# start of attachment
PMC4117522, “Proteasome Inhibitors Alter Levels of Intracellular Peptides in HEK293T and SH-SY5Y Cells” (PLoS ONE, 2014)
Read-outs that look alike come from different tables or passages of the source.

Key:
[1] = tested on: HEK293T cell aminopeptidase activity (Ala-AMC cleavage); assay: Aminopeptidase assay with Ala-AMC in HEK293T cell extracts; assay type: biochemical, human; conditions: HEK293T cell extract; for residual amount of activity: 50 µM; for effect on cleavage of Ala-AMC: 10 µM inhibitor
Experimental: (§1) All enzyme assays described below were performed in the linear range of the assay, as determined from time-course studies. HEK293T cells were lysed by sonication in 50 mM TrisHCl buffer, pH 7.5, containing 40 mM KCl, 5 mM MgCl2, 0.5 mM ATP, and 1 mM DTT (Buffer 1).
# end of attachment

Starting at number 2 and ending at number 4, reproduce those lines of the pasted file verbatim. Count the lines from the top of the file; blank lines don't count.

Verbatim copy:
Read-outs that look alike come from different tables or passages of the source.

Key:
[1] = tested on: HEK293T cell aminopeptidase activity (Ala-AMC cleavage); assay: Aminopeptidase assay with Ala-AMC in HEK293T cell extracts; assay type: biochemical, human; conditions: HEK293T cell extract; for residual amount of activity: 50 µM; for effect on cleavage of Ala-AMC: 10 µM inhibitor